Are Not Cookie Dough!
Dr. John Trotter
I actually applaud Sonny Perdue's Administration for having the integrity and the
guts to expose the systematic cheating. Again, this is only the tip of the iceberg, especially in systems like
Atlanta and DeKalb. It was in DeKalb last year that I was "banned" because I would not roll over play dead when
State Senator Ronald B. Ramsey (in charge of the teacher grievances in the DeKalb School System) unilaterally shut down a
grievance before it actually had a chance to get going when he found out that the teacher whom MACE and I was representing
was about to testify about systematic cheating at Clarkston High School. This teacher had
a list of Clarkston teachers he was asking the school system to "subpoena" (really relieve of duty)
to attend the grievance. I was in and out of Ramsey's private office as he was obviously agitated and full of
angst about this grievance. I kept going back into the conference room and reporting to Mr. Haynes and the teacher
about Ramsey's intense vacillation. Finally, Ramsey just shut the whole process down and did not like the fact
that I was quoting the law to him, particularly this section: "...the complainant shall be entitled to an
opportunity to be heard, to present relevant evidence, and to examine witnesses at each level"
(O.C.G.A. 20-2-989.8). He retorted that he knew the law when I further insisted on reading the law to him
from the Code itself. I told him that he was a state senator and sworn to uphold the law and that these were
the very laws that he and his colleagues pass but he was egregiously violating. He apparently did not like my
lecturing him on the law. A few days later, I was "banned" from the school system. I must
say that I wear this "banning" with honor, and I can assuredly let anyone know that I have been truly "banned"
from better places than the Cesspool located on North Decatur Road. This "banning"
has certainly not stopped MACE from representing teachers in grievance hearings, terminations hearings, writing letters of
intervention and rebuttal for teachers, or picketing on behalf of teachers to expose situations which need to be exposed.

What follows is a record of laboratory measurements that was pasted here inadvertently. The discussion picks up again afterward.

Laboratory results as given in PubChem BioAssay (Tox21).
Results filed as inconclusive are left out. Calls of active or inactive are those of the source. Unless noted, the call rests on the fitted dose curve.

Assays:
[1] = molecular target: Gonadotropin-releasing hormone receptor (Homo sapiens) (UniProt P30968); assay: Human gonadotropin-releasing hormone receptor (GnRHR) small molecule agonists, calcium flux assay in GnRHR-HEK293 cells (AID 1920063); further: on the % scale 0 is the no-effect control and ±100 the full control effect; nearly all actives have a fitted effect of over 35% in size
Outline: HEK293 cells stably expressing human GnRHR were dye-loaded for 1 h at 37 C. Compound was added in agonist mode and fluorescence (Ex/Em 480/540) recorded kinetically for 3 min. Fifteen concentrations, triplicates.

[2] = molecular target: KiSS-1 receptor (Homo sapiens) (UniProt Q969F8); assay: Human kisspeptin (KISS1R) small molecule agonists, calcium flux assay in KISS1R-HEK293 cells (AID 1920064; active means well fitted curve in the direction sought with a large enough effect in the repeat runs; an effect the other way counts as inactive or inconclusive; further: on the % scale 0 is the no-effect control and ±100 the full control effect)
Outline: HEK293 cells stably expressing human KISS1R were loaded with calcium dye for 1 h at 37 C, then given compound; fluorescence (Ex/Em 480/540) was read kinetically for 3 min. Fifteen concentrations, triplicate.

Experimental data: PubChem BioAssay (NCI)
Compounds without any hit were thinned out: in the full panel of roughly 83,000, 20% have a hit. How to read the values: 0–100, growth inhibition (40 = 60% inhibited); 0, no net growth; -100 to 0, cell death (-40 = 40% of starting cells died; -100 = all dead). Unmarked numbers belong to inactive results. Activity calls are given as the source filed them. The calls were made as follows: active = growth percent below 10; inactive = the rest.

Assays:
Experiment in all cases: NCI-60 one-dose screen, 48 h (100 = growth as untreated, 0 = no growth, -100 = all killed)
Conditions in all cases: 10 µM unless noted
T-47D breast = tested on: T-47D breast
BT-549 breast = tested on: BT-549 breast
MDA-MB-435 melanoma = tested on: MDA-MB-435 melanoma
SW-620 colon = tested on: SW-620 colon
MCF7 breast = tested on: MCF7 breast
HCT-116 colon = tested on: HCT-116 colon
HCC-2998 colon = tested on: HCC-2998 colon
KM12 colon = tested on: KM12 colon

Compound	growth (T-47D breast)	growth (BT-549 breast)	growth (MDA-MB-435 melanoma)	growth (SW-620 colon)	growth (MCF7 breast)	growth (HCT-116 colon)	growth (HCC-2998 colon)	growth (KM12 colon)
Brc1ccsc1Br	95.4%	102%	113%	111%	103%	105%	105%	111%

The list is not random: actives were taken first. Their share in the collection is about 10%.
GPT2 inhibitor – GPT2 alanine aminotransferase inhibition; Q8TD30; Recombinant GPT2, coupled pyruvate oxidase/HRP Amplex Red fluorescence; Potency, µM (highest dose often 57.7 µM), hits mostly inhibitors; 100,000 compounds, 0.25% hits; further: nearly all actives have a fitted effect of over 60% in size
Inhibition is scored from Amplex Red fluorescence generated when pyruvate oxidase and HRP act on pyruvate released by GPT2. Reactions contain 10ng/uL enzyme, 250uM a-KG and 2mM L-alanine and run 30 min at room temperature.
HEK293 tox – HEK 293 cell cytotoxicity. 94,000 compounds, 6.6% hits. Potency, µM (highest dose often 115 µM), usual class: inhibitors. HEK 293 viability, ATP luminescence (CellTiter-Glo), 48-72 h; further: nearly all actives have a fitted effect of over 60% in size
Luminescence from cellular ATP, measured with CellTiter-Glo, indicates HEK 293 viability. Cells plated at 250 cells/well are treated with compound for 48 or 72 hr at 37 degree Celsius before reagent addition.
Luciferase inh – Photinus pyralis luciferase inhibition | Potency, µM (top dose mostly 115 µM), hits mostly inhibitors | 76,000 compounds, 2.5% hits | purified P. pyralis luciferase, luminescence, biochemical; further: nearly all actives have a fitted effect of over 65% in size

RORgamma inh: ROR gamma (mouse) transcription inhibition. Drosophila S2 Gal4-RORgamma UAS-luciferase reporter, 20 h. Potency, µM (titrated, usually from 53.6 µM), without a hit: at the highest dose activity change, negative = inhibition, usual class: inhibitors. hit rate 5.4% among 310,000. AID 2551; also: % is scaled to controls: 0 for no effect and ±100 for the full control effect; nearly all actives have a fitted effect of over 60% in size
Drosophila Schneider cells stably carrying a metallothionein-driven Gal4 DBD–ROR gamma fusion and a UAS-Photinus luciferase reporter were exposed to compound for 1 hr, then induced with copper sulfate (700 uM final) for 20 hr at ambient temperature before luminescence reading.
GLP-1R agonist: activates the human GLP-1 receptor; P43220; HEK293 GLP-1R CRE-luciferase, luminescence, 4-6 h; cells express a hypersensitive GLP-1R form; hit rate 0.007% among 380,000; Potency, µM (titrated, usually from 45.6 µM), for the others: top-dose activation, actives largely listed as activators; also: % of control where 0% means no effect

(In fact, the MACE Picketing Squad was picketing one of the DeKalb high schools yesterday. I wasn't there,
but they tell me it was a juicy one!) MACE was on the sidewalks at two or three locations (including the Central
Office) picketing against "systematic cheating" in DeKalb last year before any of the cheating scandals
hit the press. (By the way, Senator Ramsey was probably under immense pressure not to hold previously-mentioned
grievance hearing because the tragic suicide of the fifth grader had not yet hit the media and neither had the
cheating scandal at Atherton Elementary not the cheating allegations at King High School.)
While I applaud Governor Perdue's
Administration for this exposure of cheating, I must disagree with his concerted effort to bring about merit pay for teachers
under the name of All Star Teachers. This will cause further pressure to cheat for same reasons happening now.
First of all, I worked as an administrator in the only Georgia school system in modern time to use merit pay.
I saw who was getting merit pay. It correlated to b_tt kissing. Pure and simple. The
teachers with less integrity will go along to get along and do some major b_tt kissing in order to have their classroom rolls
full of the "good" students. The teachers who refuse to grovel and kiss b_tt will suffer for their
rectitude. They will get the lion's share of the "behavior problems." Cheating will take
place on the tests, especially if the standardized test scores will determine who will get the incentive pay. Teaches
will quit sharing resources and teaching techniques. Sorry, Sonny, but this is how it works. You're
not randomly sorting out inanimate objects which are floating down a conveyer belt. We are not talking about
how many batches of cookie dough each person on the assembly line can mold into a ready-to-be cooked cookie. Children
are not cookie dough. (c) MACE, February 12, 2010.